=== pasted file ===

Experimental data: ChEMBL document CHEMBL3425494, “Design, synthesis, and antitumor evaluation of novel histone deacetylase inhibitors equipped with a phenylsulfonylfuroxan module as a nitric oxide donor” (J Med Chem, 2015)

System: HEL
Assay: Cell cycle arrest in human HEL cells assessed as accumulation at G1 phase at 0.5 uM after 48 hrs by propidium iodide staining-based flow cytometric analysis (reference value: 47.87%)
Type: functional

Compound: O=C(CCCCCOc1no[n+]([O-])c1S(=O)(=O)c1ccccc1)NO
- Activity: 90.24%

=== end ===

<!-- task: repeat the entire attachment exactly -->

Experimental data: ChEMBL document CHEMBL3425494, “Design, synthesis, and antitumor evaluation of novel histone deacetylase inhibitors equipped with a phenylsulfonylfuroxan module as a nitric oxide donor” (J Med Chem, 2015)

System: HEL
Assay: Cell cycle arrest in human HEL cells assessed as accumulation at G1 phase at 0.5 uM after 48 hrs by propidium iodide staining-based flow cytometric analysis (reference value: 47.87%)
Type: functional

Compound: O=C(CCCCCOc1no[n+]([O-])c1S(=O)(=O)c1ccccc1)NO
- Activity: 90.24%